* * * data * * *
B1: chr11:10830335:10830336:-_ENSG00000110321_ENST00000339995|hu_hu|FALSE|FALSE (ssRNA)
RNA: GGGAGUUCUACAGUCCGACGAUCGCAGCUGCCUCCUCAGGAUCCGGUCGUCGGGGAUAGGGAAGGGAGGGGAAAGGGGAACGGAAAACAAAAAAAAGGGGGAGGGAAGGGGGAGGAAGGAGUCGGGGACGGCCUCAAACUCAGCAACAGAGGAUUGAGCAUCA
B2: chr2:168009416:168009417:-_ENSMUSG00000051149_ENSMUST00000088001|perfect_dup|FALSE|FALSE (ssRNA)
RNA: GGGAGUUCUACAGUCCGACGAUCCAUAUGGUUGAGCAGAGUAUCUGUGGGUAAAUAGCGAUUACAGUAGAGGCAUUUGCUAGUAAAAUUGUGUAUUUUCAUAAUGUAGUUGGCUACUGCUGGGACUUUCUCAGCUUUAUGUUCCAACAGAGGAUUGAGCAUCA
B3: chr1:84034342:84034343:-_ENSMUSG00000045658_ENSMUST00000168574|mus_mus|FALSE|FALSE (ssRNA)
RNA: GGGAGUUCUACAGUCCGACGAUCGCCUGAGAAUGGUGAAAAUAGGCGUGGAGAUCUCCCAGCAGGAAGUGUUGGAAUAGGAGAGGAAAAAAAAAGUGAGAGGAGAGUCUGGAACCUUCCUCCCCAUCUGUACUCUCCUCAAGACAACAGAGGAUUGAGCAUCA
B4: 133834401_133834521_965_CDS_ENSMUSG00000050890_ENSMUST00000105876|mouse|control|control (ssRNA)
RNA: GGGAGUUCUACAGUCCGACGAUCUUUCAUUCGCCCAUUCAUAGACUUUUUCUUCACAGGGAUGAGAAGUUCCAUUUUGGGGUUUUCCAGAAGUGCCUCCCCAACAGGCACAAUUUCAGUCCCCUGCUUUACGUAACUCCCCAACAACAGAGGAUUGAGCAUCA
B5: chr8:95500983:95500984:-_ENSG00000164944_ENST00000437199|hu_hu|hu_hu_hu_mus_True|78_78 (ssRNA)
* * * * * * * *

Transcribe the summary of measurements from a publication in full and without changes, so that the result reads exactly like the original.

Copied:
B1: chr11:10830335:10830336:-_ENSG00000110321_ENST00000339995|hu_hu|FALSE|FALSE (ssRNA)
RNA: GGGAGUUCUACAGUCCGACGAUCGCAGCUGCCUCCUCAGGAUCCGGUCGUCGGGGAUAGGGAAGGGAGGGGAAAGGGGAACGGAAAACAAAAAAAAGGGGGAGGGAAGGGGGAGGAAGGAGUCGGGGACGGCCUCAAACUCAGCAACAGAGGAUUGAGCAUCA
B2: chr2:168009416:168009417:-_ENSMUSG00000051149_ENSMUST00000088001|perfect_dup|FALSE|FALSE (ssRNA)
RNA: GGGAGUUCUACAGUCCGACGAUCCAUAUGGUUGAGCAGAGUAUCUGUGGGUAAAUAGCGAUUACAGUAGAGGCAUUUGCUAGUAAAAUUGUGUAUUUUCAUAAUGUAGUUGGCUACUGCUGGGACUUUCUCAGCUUUAUGUUCCAACAGAGGAUUGAGCAUCA
B3: chr1:84034342:84034343:-_ENSMUSG00000045658_ENSMUST00000168574|mus_mus|FALSE|FALSE (ssRNA)
RNA: GGGAGUUCUACAGUCCGACGAUCGCCUGAGAAUGGUGAAAAUAGGCGUGGAGAUCUCCCAGCAGGAAGUGUUGGAAUAGGAGAGGAAAAAAAAAGUGAGAGGAGAGUCUGGAACCUUCCUCCCCAUCUGUACUCUCCUCAAGACAACAGAGGAUUGAGCAUCA
B4: 133834401_133834521_965_CDS_ENSMUSG00000050890_ENSMUST00000105876|mouse|control|control (ssRNA)
RNA: GGGAGUUCUACAGUCCGACGAUCUUUCAUUCGCCCAUUCAUAGACUUUUUCUUCACAGGGAUGAGAAGUUCCAUUUUGGGGUUUUCCAGAAGUGCCUCCCCAACAGGCACAAUUUCAGUCCCCUGCUUUACGUAACUCCCCAACAACAGAGGAUUGAGCAUCA
B5: chr8:95500983:95500984:-_ENSG00000164944_ENST00000437199|hu_hu|hu_hu_hu_mus_True|78_78 (ssRNA)